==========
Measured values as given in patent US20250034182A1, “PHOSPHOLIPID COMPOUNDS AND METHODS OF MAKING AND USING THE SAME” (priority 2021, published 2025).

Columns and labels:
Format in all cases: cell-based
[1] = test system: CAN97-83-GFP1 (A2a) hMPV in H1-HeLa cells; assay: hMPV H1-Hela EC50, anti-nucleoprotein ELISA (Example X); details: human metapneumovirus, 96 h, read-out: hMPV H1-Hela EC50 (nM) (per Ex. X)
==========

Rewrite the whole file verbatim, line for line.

Measured values as given in patent US20250034182A1, “PHOSPHOLIPID COMPOUNDS AND METHODS OF MAKING AND USING THE SAME” (priority 2021, published 2025).

Columns and labels:
Format in all cases: cell-based
[1] = test system: CAN97-83-GFP1 (A2a) hMPV in H1-HeLa cells; assay: hMPV H1-Hela EC50, anti-nucleoprotein ELISA (Example X); details: human metapneumovirus, 96 h, read-out: hMPV H1-Hela EC50 (nM) (per Ex. X)